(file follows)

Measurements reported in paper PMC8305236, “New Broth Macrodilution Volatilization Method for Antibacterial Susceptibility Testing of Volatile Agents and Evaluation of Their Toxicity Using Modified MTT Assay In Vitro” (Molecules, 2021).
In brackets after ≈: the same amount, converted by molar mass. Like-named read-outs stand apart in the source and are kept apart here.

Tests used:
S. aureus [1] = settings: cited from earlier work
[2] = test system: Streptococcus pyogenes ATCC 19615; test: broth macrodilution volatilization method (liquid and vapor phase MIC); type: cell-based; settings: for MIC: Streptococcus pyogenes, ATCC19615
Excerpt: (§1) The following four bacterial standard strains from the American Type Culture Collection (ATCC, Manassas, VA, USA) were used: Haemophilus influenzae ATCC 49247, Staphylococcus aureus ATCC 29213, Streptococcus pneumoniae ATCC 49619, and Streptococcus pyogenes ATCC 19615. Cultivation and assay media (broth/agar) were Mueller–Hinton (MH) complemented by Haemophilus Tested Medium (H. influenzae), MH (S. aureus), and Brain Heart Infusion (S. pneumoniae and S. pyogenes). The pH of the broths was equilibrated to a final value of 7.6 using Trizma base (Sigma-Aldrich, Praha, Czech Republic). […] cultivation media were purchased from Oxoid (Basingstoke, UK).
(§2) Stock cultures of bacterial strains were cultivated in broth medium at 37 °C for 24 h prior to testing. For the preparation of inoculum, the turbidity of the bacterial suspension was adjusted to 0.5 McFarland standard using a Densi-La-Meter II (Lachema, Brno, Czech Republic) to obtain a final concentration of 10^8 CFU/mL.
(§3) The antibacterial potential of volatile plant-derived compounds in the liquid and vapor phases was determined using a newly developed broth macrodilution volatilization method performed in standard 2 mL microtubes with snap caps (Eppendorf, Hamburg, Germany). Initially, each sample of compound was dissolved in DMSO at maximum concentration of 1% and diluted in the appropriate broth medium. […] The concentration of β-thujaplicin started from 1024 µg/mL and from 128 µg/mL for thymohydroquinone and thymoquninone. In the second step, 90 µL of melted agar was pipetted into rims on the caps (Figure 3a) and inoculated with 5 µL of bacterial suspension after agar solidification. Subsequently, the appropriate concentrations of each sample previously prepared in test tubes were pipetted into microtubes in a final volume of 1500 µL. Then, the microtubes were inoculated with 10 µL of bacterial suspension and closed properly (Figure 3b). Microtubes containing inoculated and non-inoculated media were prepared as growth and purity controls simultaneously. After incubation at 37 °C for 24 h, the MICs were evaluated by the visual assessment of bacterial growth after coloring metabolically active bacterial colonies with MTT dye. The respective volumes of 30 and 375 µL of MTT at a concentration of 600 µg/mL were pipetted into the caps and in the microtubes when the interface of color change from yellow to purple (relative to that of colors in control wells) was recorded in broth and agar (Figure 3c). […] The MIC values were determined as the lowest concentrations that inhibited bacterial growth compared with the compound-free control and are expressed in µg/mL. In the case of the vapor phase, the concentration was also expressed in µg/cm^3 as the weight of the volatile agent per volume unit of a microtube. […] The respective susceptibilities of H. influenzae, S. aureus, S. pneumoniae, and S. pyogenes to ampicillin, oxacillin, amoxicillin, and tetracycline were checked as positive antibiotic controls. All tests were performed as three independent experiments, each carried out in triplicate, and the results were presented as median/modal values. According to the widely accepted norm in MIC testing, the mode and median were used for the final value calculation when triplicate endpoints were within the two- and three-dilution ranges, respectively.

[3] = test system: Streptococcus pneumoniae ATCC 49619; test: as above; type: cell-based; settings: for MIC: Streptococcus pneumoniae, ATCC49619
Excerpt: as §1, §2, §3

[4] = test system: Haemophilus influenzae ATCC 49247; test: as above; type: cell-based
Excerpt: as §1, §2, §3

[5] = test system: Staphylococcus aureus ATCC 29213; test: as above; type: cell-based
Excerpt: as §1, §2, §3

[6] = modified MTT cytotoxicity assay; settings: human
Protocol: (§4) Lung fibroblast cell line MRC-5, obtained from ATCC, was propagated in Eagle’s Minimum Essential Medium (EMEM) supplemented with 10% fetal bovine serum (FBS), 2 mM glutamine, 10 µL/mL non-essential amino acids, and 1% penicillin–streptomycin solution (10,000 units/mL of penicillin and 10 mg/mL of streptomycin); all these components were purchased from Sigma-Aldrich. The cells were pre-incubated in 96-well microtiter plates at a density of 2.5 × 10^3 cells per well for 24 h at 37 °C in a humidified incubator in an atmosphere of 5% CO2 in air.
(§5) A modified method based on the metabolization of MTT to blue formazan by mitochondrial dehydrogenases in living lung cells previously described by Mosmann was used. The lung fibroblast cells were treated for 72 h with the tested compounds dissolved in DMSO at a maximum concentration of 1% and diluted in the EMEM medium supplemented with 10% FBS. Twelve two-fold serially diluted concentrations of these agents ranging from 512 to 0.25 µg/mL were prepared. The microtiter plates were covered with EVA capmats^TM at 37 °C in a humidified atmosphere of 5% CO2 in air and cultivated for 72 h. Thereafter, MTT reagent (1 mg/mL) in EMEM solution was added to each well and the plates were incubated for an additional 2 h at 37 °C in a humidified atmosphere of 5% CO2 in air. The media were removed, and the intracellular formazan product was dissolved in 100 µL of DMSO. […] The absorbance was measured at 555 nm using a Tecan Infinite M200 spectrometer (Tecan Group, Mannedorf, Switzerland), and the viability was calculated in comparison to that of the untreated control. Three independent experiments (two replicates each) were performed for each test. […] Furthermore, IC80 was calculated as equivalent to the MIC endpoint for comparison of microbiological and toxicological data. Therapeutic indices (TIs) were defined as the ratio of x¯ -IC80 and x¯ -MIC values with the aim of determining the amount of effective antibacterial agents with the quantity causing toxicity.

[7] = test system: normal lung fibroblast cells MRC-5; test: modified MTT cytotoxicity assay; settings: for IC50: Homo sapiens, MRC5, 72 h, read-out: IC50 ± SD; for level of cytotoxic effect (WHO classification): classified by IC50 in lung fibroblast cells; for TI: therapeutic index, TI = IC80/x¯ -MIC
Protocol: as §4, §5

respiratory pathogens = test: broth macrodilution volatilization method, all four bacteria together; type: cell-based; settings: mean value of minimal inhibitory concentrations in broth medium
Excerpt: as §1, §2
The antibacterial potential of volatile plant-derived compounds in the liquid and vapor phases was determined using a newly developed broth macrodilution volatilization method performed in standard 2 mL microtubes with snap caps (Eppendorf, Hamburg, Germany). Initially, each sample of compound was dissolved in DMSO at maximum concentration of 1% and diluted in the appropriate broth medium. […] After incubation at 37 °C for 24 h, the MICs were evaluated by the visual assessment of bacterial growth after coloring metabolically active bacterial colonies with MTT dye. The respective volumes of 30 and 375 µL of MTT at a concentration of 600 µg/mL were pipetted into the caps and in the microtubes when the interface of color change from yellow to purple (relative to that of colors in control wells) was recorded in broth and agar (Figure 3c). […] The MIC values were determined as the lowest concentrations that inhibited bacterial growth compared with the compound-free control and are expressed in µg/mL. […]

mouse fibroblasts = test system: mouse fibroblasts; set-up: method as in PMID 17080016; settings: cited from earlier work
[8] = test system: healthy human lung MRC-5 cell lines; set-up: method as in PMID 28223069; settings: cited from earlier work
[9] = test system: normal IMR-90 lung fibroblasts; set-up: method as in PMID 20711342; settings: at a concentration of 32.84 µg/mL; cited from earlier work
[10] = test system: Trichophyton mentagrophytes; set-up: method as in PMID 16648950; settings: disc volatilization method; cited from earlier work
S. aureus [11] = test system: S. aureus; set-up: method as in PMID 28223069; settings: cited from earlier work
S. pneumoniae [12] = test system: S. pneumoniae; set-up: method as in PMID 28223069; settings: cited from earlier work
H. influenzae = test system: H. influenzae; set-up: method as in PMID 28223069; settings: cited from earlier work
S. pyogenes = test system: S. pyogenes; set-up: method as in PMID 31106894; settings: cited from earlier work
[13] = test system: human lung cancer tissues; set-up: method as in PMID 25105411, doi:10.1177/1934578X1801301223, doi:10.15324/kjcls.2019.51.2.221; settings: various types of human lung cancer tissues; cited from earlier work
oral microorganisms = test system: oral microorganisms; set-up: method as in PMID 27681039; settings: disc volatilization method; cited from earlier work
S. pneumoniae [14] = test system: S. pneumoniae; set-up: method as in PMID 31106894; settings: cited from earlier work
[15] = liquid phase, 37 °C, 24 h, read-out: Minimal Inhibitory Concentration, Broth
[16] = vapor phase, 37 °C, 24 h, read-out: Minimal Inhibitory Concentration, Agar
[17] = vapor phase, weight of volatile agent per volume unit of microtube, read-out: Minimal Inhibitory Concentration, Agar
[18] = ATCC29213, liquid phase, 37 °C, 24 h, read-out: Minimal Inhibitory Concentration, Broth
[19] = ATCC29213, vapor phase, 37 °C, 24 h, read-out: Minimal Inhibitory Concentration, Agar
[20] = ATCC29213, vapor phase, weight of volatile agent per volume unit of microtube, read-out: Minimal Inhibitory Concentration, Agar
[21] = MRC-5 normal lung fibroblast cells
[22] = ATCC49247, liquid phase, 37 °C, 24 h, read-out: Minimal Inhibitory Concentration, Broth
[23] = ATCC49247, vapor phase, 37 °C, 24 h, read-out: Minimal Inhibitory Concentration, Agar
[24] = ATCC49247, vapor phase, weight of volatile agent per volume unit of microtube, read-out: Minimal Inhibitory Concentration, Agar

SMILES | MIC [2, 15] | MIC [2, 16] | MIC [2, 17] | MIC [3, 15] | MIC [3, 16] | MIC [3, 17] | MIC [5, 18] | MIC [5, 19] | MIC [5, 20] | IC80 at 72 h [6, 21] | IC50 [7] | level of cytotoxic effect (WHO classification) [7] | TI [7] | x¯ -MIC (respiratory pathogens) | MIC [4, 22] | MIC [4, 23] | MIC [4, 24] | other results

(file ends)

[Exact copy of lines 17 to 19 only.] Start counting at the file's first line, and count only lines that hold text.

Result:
(§5) A modified method based on the metabolization of MTT to blue formazan by mitochondrial dehydrogenases in living lung cells previously described by Mosmann was used. The lung fibroblast cells were treated for 72 h with the tested compounds dissolved in DMSO at a maximum concentration of 1% and diluted in the EMEM medium supplemented with 10% FBS. Twelve two-fold serially diluted concentrations of these agents ranging from 512 to 0.25 µg/mL were prepared. The microtiter plates were covered with EVA capmats^TM at 37 °C in a humidified atmosphere of 5% CO2 in air and cultivated for 72 h. Thereafter, MTT reagent (1 mg/mL) in EMEM solution was added to each well and the plates were incubated for an additional 2 h at 37 °C in a humidified atmosphere of 5% CO2 in air. The media were removed, and the intracellular formazan product was dissolved in 100 µL of DMSO. […] The absorbance was measured at 555 nm using a Tecan Infinite M200 spectrometer (Tecan Group, Mannedorf, Switzerland), and the viability was calculated in comparison to that of the untreated control. Three independent experiments (two replicates each) were performed for each test. […] Furthermore, IC80 was calculated as equivalent to the MIC endpoint for comparison of microbiological and toxicological data. Therapeutic indices (TIs) were defined as the ratio of x¯ -IC80 and x¯ -MIC values with the aim of determining the amount of effective antibacterial agents with the quantity causing toxicity.

[7] = test system: normal lung fibroblast cells MRC-5; test: modified MTT cytotoxicity assay; settings: for IC50: Homo sapiens, MRC5, 72 h, read-out: IC50 ± SD; for level of cytotoxic effect (WHO classification): classified by IC50 in lung fibroblast cells; for TI: therapeutic index, TI = IC80/x¯ -MIC
Protocol: as §4, §5